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Used Cva Staghorn


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#1 Honky Cat

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Posted 29 January 2010 - 06:02 PM

Even though I bought a new muzzle loader a few weeks back, I went ahead and traded that old .410 for a used CVA staghorn mag. The previous owner hunted with it for three years and had recently shot and not cleaned it. It looked like a fixer-upper. All the parts were there and functioning so I went for it.

I have never cleaned a gun for so long in my life. The bore was all rusty/fouled. I heavily swabbed Hoppe no. 9 through it, then scrubbed it with the brass brush and ended with about two dozen oiled patches to clean it up. Flashlight down the barrel still shows pitting at both ends with the middle looking pretty good.

I'm not complaining about the trade. This guy's a friend of a friend and there was no pressure to go through with it. I just wanted another gun to play with so I could keep my new one for hunting. I'm happy with it for what I gave.

Have any of you tried to clean a neglected bore like this. I'm pretty sure I've got it as good as it's gonna get and figure the gun will be forgiving of this condition. I let you know how it shoots in a couple days.
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#2 Spirithawk

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Posted 29 January 2010 - 06:39 PM

Good luck with it. Hope it shoots ok for ya.

#3 PA RIDGE RUNNER

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Posted 29 January 2010 - 08:57 PM

I believe if it were me I would have first scrubbed it with soapy water and rinse. I then would have either hit it with one of the foaming cleaners or went at it with something like J. B. Bore paste. It may not have taken so long or so much work to get to where you got it. I have not experienced a really dirty rusted bore but used the J. B Bore Paste on a really tight barrel. Can't say whether it helped in that situation or not as I stole the sights off of it for my son's gun and have not shot it since.
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#4 Honky Cat

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Posted 30 January 2010 - 01:18 PM

[quote name='PA RIDGE RUNNER' date='29 January 2010 - 09:57 PM' timestamp='1264820271' post='1332056']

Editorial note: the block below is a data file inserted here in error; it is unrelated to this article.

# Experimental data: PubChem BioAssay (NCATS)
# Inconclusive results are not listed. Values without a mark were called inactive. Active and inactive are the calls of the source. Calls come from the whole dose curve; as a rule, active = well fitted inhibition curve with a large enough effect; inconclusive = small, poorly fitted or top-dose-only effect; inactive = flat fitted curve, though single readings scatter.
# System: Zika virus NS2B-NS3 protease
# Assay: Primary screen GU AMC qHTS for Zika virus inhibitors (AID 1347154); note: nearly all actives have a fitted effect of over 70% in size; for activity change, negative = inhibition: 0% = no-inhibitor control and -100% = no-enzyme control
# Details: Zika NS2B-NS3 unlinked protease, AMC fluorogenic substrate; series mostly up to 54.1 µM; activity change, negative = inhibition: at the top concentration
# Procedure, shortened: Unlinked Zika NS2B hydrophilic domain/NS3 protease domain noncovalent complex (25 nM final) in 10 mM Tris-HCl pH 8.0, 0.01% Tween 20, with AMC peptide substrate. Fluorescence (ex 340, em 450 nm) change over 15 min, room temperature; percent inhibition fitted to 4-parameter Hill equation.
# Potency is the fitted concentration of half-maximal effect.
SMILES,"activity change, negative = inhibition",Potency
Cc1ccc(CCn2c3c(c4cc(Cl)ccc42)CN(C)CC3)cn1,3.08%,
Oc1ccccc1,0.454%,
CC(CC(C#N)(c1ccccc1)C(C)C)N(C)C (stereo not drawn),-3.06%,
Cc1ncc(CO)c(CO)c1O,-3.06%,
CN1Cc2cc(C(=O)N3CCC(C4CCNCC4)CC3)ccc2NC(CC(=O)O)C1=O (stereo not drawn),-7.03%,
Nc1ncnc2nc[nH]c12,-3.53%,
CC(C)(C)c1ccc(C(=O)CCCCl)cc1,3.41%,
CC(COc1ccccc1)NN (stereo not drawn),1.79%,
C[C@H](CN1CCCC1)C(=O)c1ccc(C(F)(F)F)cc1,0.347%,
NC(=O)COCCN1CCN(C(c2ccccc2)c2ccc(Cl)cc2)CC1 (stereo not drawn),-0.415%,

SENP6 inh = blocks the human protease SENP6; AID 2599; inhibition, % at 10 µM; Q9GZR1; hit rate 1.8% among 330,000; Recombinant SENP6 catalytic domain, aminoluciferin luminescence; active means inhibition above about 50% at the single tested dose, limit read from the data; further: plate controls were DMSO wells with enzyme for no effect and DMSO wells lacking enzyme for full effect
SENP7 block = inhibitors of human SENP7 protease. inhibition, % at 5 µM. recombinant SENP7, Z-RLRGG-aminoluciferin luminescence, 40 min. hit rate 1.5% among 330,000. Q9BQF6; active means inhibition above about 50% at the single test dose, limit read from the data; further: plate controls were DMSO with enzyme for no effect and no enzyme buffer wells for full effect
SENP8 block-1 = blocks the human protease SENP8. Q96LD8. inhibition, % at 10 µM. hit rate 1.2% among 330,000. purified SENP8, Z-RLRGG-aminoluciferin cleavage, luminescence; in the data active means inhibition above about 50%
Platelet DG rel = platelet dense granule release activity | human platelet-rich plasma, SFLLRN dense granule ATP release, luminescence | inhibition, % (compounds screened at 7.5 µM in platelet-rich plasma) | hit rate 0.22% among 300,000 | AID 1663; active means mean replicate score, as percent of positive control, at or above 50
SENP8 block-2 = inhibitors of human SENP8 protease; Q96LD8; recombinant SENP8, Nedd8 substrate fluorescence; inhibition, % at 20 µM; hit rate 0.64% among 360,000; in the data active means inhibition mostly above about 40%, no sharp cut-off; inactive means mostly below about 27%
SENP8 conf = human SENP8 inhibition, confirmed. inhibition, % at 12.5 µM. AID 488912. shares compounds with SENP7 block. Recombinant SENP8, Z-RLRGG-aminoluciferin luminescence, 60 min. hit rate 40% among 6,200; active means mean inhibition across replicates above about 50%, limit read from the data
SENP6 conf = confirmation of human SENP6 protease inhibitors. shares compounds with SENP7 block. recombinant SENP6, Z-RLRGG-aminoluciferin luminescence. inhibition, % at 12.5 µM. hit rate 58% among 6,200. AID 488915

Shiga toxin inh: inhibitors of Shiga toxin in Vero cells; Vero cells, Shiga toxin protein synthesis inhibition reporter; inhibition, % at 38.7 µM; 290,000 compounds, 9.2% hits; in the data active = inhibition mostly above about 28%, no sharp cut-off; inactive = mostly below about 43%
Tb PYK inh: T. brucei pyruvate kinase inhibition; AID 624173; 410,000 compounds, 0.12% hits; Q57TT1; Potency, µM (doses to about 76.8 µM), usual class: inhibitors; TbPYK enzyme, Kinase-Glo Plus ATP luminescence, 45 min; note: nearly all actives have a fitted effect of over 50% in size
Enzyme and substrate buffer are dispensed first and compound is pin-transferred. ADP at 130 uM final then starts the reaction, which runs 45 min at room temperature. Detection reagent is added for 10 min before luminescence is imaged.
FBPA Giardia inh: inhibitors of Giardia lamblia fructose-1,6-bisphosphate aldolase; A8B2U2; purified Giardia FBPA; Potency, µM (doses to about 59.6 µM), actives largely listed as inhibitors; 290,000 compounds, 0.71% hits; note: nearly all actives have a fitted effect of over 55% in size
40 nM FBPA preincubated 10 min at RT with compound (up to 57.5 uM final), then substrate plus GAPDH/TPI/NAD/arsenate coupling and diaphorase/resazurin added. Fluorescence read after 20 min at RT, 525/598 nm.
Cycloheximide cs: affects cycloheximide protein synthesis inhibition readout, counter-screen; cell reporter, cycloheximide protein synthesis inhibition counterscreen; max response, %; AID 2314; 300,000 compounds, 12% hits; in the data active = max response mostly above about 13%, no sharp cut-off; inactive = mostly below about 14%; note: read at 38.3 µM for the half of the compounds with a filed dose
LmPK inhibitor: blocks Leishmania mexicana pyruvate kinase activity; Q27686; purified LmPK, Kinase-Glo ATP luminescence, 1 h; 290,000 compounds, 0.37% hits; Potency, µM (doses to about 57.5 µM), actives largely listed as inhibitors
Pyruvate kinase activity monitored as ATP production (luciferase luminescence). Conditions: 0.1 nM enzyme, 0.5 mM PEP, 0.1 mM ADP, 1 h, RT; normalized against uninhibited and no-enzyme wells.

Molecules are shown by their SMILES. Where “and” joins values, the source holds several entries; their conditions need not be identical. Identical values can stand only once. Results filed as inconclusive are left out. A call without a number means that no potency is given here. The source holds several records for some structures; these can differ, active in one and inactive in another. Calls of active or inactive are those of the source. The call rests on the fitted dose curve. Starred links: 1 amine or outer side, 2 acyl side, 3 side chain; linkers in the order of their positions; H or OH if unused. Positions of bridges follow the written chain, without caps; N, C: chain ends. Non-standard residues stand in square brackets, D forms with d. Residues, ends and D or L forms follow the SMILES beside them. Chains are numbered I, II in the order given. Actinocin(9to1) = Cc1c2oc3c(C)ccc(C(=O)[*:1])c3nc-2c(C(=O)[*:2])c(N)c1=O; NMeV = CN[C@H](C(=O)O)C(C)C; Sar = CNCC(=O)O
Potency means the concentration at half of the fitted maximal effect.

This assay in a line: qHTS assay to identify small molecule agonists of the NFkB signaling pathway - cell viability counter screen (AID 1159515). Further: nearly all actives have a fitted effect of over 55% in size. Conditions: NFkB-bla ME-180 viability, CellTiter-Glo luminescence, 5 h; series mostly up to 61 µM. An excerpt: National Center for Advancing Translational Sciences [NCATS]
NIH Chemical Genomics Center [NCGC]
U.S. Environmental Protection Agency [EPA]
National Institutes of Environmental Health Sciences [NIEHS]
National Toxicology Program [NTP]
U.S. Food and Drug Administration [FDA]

I believe if it were me I would have first scrubbed it with soapy water and rinse.

That's usually all it takes with my APP. This guy used RS which apparently is dirtier. I was holding the entire barrel in soapy water while brushing. It looked like mud was pouring out of the muzzle. I had considered trying pyrodex when my APP ran out but have changed my mind. It seems too corrosive and dirty in comparison. If I ever try Real BP, I 'll probably want to bring a gallon of soapy water and a bucket to the range to get it clean right away. Otherwise there will probably just be a plastic stock sitting in a pile of dust when I get home. They don't make steel like they used to I guess.
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#5 PA RIDGE RUNNER

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Posted 30 January 2010 - 09:29 PM

On another site one of their members did a test with both flat steel and a part of a barrel. He taped unburned powder to both and also burned some on each piece. He used real black powder, Pyrodex, 777 and app powders. None of the unburned powders affected the steel. What was a little surprising was the burned spots. The pyrodex was the worst for rusting by far. Black powder took a while but did finally show some signs of rust as well as the 777 and app residue. The Pyrodex not only showed rust first but showed rust the worst. It also showed the first signs of pitting too. As long as a rifle is cleaned within a few hours of shooting everything should be ok. Being as you already have some pitting you most likey would benefit from using a brush during the cleaning process.
If God had a refrigerator would your picture be on it.
Remember the Ark was built by amateurs, the titanic by professionals.




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